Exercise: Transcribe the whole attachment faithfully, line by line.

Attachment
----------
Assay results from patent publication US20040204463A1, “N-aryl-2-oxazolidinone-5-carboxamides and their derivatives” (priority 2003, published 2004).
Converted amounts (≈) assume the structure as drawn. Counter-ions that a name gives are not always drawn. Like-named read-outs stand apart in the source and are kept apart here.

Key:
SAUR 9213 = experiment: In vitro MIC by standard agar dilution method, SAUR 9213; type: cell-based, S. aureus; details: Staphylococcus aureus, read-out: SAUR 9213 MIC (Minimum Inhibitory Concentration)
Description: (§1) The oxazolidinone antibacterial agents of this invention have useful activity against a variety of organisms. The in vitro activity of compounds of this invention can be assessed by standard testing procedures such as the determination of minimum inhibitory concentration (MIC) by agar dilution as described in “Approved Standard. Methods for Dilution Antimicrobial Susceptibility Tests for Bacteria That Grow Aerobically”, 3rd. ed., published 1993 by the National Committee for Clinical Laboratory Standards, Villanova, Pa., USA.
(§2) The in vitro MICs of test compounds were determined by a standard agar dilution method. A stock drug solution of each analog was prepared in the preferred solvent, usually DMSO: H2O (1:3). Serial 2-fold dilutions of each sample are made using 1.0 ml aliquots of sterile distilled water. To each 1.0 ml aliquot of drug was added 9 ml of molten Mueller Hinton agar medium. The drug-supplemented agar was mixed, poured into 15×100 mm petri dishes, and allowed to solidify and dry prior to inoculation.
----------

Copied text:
Assay results from patent publication US20040204463A1, “N-aryl-2-oxazolidinone-5-carboxamides and their derivatives” (priority 2003, published 2004).
Converted amounts (≈) assume the structure as drawn. Counter-ions that a name gives are not always drawn. Like-named read-outs stand apart in the source and are kept apart here.

Key:
SAUR 9213 = experiment: In vitro MIC by standard agar dilution method, SAUR 9213; type: cell-based, S. aureus; details: Staphylococcus aureus, read-out: SAUR 9213 MIC (Minimum Inhibitory Concentration)
Description: (§1) The oxazolidinone antibacterial agents of this invention have useful activity against a variety of organisms. The in vitro activity of compounds of this invention can be assessed by standard testing procedures such as the determination of minimum inhibitory concentration (MIC) by agar dilution as described in “Approved Standard. Methods for Dilution Antimicrobial Susceptibility Tests for Bacteria That Grow Aerobically”, 3rd. ed., published 1993 by the National Committee for Clinical Laboratory Standards, Villanova, Pa., USA.
(§2) The in vitro MICs of test compounds were determined by a standard agar dilution method. A stock drug solution of each analog was prepared in the preferred solvent, usually DMSO: H2O (1:3). Serial 2-fold dilutions of each sample are made using 1.0 ml aliquots of sterile distilled water. To each 1.0 ml aliquot of drug was added 9 ml of molten Mueller Hinton agar medium. The drug-supplemented agar was mixed, poured into 15×100 mm petri dishes, and allowed to solidify and dry prior to inoculation.